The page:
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Make a Wish Instead of a Resolution



Early on Sunday, Aug. 21, 2022, I drove to Crescent City. The ride on U.S. Highway 101 is one of my favorites — along Big Lagoon, then Stone Lagoon, through the redwoods and, finally, with the ocean rumbling on one side. It was a typical North Coast summer morning, foggy and chilly, but I didn't mind the weather or temperature. My objective for the day was to make a wish come true: complete my first triathlon.

I say "complete" rather than "compete in" because, although I was about to engage in a competition, my goal was to complete the event's three segments: swimming, cycling and running (in that order). The time it takes to transition from one segment to the next counts as part of the overall result, so planning is required, considering the different attire needed for the three disciplines (and let's not forget the bicycle).

I arrived at the start and found myself in a convivial environment. Waiting for my turn to jump into the swimming pool, I chatted amiably with other participants. Once I started, though, I concentrated on the task at hand. For the cycling and running segments, I visited parts of Crescent City I didn't know. The volunteers helped us at every turn and from my perspective, the event went smoothly.

Why am I talking about this now? Because this is the time of the year when articles about New Year's resolutions appear, as predictably as recipes for roasting turkey ahead of Thanksgiving. And just as predictably, they describe the high likelihood of such resolutions' early demise. Highlighting failure disturbs me; it's not a nice note on which to start the New Year. Hence, I propose tossing the old term and adopting making a wish come true instead. Drawing up a few plans in early January should be energizing. If the wish doesn't come true, we won't call it a failure. Who needs that negative energy?

In choosing our wishes, we should let our passions speak, but remain realistic, concrete and specific. Completing a triathlon is quite specific. As you can imagine, I didn't wake up on Aug. 21 and make that wish. I prepared for it, which made it realistic. (Remember to consult your physician before starting any exercise program.)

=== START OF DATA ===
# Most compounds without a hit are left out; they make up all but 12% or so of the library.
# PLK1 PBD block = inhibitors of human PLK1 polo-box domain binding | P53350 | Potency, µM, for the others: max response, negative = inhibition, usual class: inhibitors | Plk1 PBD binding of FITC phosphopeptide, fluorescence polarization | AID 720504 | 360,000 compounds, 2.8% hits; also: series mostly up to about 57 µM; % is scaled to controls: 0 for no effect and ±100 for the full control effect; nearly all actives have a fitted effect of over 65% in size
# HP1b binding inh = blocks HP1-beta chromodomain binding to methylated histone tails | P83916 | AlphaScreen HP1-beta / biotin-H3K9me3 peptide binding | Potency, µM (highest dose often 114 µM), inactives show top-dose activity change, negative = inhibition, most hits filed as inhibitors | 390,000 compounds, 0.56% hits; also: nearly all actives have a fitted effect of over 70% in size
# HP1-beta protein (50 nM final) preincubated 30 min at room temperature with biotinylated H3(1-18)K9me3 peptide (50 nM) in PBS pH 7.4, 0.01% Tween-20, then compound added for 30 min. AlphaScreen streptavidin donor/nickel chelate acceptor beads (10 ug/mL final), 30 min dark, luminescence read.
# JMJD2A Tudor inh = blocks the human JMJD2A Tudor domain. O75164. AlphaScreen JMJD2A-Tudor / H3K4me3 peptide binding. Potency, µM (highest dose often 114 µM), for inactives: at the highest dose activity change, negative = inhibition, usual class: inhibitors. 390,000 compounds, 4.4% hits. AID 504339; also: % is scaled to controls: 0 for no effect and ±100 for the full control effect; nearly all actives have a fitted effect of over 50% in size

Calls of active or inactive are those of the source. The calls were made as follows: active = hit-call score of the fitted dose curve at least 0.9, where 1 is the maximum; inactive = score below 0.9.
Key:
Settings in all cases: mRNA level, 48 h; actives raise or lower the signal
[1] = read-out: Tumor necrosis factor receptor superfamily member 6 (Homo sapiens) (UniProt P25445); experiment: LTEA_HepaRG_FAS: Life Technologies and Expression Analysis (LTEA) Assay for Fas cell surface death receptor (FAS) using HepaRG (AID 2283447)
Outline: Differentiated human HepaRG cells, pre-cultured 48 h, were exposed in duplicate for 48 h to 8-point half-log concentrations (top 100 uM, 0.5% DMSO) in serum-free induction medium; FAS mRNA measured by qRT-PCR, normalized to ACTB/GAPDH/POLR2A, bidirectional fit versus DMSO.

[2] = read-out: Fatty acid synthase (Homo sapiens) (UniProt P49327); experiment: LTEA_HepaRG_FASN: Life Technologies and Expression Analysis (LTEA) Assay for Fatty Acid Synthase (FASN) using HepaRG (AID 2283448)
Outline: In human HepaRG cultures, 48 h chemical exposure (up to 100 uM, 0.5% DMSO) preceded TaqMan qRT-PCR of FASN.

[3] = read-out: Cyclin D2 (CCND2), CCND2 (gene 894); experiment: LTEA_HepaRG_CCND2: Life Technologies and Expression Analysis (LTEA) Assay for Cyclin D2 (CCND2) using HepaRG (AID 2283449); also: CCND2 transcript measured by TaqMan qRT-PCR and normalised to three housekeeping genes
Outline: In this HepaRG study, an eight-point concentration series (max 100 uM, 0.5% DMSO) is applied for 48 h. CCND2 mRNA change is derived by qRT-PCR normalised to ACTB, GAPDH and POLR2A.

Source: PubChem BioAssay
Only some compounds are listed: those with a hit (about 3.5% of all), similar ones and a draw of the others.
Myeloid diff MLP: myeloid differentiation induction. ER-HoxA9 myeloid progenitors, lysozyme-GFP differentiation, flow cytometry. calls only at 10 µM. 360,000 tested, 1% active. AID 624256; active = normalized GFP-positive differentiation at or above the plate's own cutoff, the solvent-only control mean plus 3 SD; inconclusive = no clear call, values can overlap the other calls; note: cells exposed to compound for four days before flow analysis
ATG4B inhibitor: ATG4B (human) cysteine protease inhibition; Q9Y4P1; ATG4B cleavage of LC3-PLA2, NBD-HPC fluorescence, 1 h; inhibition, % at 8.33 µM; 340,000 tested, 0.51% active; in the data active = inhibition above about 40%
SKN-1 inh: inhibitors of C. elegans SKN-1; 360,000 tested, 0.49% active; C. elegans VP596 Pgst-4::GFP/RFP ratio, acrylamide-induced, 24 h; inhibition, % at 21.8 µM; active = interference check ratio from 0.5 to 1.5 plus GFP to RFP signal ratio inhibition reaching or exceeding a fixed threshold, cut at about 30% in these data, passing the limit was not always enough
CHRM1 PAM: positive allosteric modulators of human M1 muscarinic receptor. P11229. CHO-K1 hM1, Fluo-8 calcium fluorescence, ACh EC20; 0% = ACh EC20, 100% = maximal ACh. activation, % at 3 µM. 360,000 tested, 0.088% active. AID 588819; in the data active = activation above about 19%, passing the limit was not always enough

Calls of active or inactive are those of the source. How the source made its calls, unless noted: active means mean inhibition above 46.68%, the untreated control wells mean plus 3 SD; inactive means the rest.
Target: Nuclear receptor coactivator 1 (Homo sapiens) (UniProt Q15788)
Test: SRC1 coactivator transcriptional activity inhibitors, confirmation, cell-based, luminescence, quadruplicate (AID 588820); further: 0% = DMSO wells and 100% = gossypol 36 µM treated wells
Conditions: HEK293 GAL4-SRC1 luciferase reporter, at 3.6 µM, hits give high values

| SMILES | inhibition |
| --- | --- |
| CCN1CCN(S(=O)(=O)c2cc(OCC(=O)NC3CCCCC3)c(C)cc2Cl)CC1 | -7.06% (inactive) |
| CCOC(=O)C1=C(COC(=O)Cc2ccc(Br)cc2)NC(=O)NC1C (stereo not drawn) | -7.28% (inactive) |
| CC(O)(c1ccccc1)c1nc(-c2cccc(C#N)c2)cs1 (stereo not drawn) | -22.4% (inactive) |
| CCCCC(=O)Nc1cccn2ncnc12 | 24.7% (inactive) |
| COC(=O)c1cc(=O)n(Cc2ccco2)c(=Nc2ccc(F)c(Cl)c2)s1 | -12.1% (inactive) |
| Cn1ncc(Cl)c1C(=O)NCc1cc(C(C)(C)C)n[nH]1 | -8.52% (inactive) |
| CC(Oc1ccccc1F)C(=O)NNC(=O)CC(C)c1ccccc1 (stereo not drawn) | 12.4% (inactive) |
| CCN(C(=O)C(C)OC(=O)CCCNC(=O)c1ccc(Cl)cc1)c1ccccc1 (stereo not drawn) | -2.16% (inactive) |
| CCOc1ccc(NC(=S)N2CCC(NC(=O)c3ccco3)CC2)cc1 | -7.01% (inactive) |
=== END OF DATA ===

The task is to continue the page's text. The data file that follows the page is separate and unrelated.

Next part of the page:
Variations of "exercise more" appear high in the list of resolutions made in January. I suggest substituting that vague term for a specific goal. Say you want to run a 5K race. Great! The Six Rivers Running Club's calendar of events at shows plenty of opportunities to make your wish come true in 2023. Choose an event, put it on your calendar and get ready for it.

Humboldt County offers plentiful options for outdoor wishes. Ever wondered how it feels to be out on the bay, the ocean, or other bodies of water? Sign up for a kayaking, standup paddleboarding, sailing or rowing experience. (The Humboldt Bay Rowing Association normally hosts the Learn to Row Day the first Saturday in June — check in early May for information.)

Does hiking call out to you? Discover the joy of reaching Fern Canyon from the Redwoods State Park's Prairie Creek Visitor Center via the James Irvine Trail, or follow the Rim Trail in Sue-Meg State Park to Agate Beach, and from there, tide permitting, continue north to Big Lagoon. You don't need to do it alone. Joining a group may help with motivation, or you can ask a friend or family member to share the adventure.

Whatever your wish, make it come true in 2023.

Simona Carini (she/her) shares photographs of her outdoor explorations (and of food) on Instagram @simonacarini.


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